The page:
Thursday, 15 May 2014

Logic or laundry list?

Just as a person with a good understanding of English and nodding in understanding , when told that "E is equal to MC square", does not make for a genius, similarly, piling up a list of 'permutations and combinations' does not make for good application of logic.

Below is such an example that I came across recently.

A file being opened from a Open Dialog box, of the same name and from within the same file.

I have seen some teams go into a frenzy of analysis over such a simple use-case of "Open a file" and believe it to be a thorough analysis whereas, it is the classic example of "over-kill", "over-analysis" (similar to it in normal life is what is called "Beating about the bush"), where a person uses a crane to pick up a bucket just because, being an Engineer, the 'world' (a collection of people hardly numbering above two digits) would be agreeable to the idea.

There are some fine boundaries that define every field of study, and logic, due to the increase in population, has become multi-layered for some types of people (maybe due to lack of maturity, knowledge or clarity in attitude and approach towards life) but that does not in anyway redefine the application of logic.

Even if "a 'kid' can program nowadays" adage may be true but the fact remains that the many other 'layers' in the above example, like education, training, time, context and many etcs that come before it will make a difference in either speeding up the "kid's" application of logic or in becoming a totally useless application of a  'laundry list' of scenarios that may just affect the design, performance, speed and security of the program logic!!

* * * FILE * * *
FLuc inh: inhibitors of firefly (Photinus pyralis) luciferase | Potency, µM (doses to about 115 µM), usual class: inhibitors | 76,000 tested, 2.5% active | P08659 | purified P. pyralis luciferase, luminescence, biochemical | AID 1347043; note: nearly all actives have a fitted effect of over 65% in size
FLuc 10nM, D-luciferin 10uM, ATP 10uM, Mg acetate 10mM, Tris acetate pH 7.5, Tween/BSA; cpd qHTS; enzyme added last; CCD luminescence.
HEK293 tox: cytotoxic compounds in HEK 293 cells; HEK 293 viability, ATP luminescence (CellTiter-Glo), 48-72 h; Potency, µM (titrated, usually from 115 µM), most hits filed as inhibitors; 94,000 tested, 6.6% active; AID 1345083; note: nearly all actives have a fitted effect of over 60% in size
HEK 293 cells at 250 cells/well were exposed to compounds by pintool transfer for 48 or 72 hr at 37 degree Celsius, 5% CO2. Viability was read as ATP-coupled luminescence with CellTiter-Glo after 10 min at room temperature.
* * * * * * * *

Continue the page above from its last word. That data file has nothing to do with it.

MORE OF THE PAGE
So, what then is 'solid logic' in today's world?


Only that logic that stands up to tests and succeeds, is 'logical'.

Not the knowledge of operators or all that computer science nonsense jargon but simply, tests.

Not tests as 'software testers' believe tests to be but tests that have a conceptualization point before any implementation of logic - what is called Tests Driven - Development or Design.

What makes this (TDD) the most workable technique is because of the multi-layers that the external world imposes on an use-case even before it reaches a design table.

It is like trimming and sprucing a problem to find what is the real problem that needs to be solved because unless you know what the real problem is, will you not simply be 'beating about the bush' ? :)

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